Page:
Non-Farm Payrolls Critical For QE3 Decision – Preview

Non-Farm Payrolls Critical For QE3 Decision – Preview

We again reach the monthly circus: Non-Farm Payrolls. And in this publication, it is of high importance due to the critical impact on the upcoming lengthened FOMC meeting due later in the month. NFP Preview.

Last month’s Non-Farm Payrolls report was finally good: not extraordinary, but a gain of 117K still points to growth, and not recession. That release, although being important as always, was overshadowed by Trichet’s initial refusal to help Spain and Italy, and later by the credit rating downgrade of the US. This release has all the stage to itself:

The ECB meeting is only next Thursday, so it is off the agenda. In the recent public appearance by Ben Bernanke in Jackson Hole, he tried to pass the ball to the government, but also announced that the next FOMC meeting will be extended to two days, in order to “discuss possible tools”.

The recent meeting minutes from the August meeting have shown that there is some will for further easing. This comes despite the fact that there were three dissenters from the decision to pledge low interest rates until mid 2013. It also comes due to lack of deflation – the main reason for QE2.

The decision to deploy new tools, be it QE3 or other options, depends a lot on the all-important jobs data.

What can we expect?

The overall picture of the US economy is quite gloomy. Slowdowns were felt in many indicators: consumer confidence indicators, the  disastrous Philly Fed Index and more figures. Some points of light were seen in retail sales and factory orders.

According to the ADP report, the private sector gained 91K jobs in August, within expectations. This number isn’t necessarily similar to the official number for the private sector, and it doesn’t include the public sector.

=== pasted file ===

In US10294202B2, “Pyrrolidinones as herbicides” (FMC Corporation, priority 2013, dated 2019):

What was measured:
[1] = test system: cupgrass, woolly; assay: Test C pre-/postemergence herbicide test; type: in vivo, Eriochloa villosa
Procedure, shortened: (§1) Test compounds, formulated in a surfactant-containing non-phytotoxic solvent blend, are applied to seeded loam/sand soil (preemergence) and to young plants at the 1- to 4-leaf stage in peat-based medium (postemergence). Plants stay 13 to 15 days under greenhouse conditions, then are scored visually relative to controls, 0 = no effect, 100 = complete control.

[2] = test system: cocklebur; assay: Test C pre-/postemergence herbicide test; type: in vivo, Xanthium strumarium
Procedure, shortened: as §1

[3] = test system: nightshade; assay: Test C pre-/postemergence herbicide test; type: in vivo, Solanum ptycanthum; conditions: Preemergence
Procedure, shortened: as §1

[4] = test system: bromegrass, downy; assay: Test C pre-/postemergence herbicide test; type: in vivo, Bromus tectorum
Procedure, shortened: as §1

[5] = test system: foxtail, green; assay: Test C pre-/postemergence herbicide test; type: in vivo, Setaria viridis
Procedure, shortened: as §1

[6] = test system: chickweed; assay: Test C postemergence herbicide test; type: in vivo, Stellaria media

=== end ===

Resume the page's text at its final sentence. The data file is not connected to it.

Contrary to last month’s publication, we don’t have the ISM Non-Manufacturing PMI and its employment component prior to the release. The services sector is the vast majority of the economy.

Official market expectations stand on a gain of 90K jobs. A slightly lower figure of between 40K to 70K will not come as a big surprise.

Regarding the unemployment rate, no significant change is expected. Weekly jobless claims have been quite stable during the month. The same figure of 9.1% or any number between 8.9% and 9.3% will likely have little impact, and leave the stage for the Non-Farm Payrolls.

How will the dollar react?  

This time, “normal” behavior is expected: a good figure will help the dollar, and a weak one will hurt it. In some of the previous releases, a weak result triggered risk aversion, due to fears of a global slowdown.

Why normal this time? The proximity of the important FOMC decision on September 21st means that a positive result will decrease the chances of QE3 or other accommodative  measures. No new dollar printing will help the dollar. A bad figure will increase the pressure on the Fed to do something to ease conditions and weaken the dollar.

  • A gain of over 150K will boost the dollar. This will be surprising strong growth in jobs that will show that the economy is not going down.
  • A loss of jobs will sink the dollar. This didn’t happen in quite a long time, and will show that a recession is awaiting.
  • But also a result that is within expectations, or somewhat below above will rock all the currencies. There’s a lot of focus on this release.

As always, it’s important to remember that this is a unique event that triggers high volatility. Please read the 5 Notes for Trading the Non-Farm Payrolls.

In addition, this publication comes at the end of the summer, with many traders back at their desks. Action is guaranteed.

Further reading:

Yohay Elam

Yohay Elam

Yohay Elam: Founder, Writer and Editor I have been into forex trading for over 5 years, and I share the experience that I have and the knowledge that I've accumulated. After taking a short course about forex. Like many forex traders, I've earned a significant share of my knowledge the hard way. Macroeconomics, the impact of news on the ever-moving currency markets and trading psychology have always fascinated me. Before founding Forex Crunch, I've worked as a programmer in various hi-tech companies. I have a B. Sc. in Computer Science from Ben Gurion University. Given this background, forex software has a relatively bigger share in the posts.